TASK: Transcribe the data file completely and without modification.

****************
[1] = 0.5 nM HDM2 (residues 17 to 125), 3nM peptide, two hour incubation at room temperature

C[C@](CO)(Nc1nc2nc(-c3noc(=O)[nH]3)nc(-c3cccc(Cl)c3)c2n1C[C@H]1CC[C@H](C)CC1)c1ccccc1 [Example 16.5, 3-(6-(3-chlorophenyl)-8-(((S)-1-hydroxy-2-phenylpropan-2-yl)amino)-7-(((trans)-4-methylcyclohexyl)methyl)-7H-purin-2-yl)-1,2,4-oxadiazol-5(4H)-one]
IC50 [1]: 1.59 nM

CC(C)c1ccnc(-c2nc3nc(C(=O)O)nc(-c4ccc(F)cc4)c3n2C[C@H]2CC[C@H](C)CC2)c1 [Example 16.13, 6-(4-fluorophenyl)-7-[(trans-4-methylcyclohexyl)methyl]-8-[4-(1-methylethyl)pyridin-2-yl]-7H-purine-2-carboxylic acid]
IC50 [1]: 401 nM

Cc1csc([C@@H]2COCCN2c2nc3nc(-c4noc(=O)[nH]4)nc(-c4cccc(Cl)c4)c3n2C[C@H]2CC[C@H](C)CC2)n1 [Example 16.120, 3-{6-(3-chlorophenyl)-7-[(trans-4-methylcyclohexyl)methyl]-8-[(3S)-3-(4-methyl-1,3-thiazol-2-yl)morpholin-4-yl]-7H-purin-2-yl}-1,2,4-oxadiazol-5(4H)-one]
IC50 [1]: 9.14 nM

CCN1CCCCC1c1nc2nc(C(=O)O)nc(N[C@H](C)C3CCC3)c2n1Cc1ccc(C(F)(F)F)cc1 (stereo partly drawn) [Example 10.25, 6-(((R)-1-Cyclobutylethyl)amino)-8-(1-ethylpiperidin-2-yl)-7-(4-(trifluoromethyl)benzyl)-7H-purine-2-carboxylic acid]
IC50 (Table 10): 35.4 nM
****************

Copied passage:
[1] = 0.5 nM HDM2 (residues 17 to 125), 3nM peptide, two hour incubation at room temperature

C[C@](CO)(Nc1nc2nc(-c3noc(=O)[nH]3)nc(-c3cccc(Cl)c3)c2n1C[C@H]1CC[C@H](C)CC1)c1ccccc1 [Example 16.5, 3-(6-(3-chlorophenyl)-8-(((S)-1-hydroxy-2-phenylpropan-2-yl)amino)-7-(((trans)-4-methylcyclohexyl)methyl)-7H-purin-2-yl)-1,2,4-oxadiazol-5(4H)-one]
IC50 [1]: 1.59 nM

CC(C)c1ccnc(-c2nc3nc(C(=O)O)nc(-c4ccc(F)cc4)c3n2C[C@H]2CC[C@H](C)CC2)c1 [Example 16.13, 6-(4-fluorophenyl)-7-[(trans-4-methylcyclohexyl)methyl]-8-[4-(1-methylethyl)pyridin-2-yl]-7H-purine-2-carboxylic acid]
IC50 [1]: 401 nM

Cc1csc([C@@H]2COCCN2c2nc3nc(-c4noc(=O)[nH]4)nc(-c4cccc(Cl)c4)c3n2C[C@H]2CC[C@H](C)CC2)n1 [Example 16.120, 3-{6-(3-chlorophenyl)-7-[(trans-4-methylcyclohexyl)methyl]-8-[(3S)-3-(4-methyl-1,3-thiazol-2-yl)morpholin-4-yl]-7H-purin-2-yl}-1,2,4-oxadiazol-5(4H)-one]
IC50 [1]: 9.14 nM

CCN1CCCCC1c1nc2nc(C(=O)O)nc(N[C@H](C)C3CCC3)c2n1Cc1ccc(C(F)(F)F)cc1 (stereo partly drawn) [Example 10.25, 6-(((R)-1-Cyclobutylethyl)amino)-8-(1-ethylpiperidin-2-yl)-7-(4-(trifluoromethyl)benzyl)-7H-purine-2-carboxylic acid]
IC50 (Table 10): 35.4 nM